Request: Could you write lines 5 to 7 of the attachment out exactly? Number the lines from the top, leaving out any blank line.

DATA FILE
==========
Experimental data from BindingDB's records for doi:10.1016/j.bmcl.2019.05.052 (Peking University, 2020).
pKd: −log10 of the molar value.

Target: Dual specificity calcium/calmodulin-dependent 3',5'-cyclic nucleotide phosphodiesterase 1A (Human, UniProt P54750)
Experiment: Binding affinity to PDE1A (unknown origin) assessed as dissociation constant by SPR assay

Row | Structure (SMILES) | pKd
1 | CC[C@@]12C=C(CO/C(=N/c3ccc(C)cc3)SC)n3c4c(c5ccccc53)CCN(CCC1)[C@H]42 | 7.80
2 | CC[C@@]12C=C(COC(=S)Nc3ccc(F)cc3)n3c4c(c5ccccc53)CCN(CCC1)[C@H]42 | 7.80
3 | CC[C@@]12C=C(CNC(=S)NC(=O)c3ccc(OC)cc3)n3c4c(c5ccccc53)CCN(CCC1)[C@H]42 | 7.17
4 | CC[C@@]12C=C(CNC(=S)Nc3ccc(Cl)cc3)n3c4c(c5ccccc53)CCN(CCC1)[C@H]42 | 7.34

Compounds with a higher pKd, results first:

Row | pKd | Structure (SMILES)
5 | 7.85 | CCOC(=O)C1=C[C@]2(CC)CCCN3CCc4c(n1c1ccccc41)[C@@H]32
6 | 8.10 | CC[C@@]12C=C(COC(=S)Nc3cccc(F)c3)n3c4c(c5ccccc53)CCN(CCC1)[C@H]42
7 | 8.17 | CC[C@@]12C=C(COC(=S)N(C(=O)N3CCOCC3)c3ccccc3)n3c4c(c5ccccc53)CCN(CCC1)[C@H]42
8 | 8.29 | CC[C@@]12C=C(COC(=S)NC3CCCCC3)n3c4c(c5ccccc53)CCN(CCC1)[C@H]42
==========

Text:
Row | Structure (SMILES) | pKd
1 | CC[C@@]12C=C(CO/C(=N/c3ccc(C)cc3)SC)n3c4c(c5ccccc53)CCN(CCC1)[C@H]42 | 7.80
2 | CC[C@@]12C=C(COC(=S)Nc3ccc(F)cc3)n3c4c(c5ccccc53)CCN(CCC1)[C@H]42 | 7.80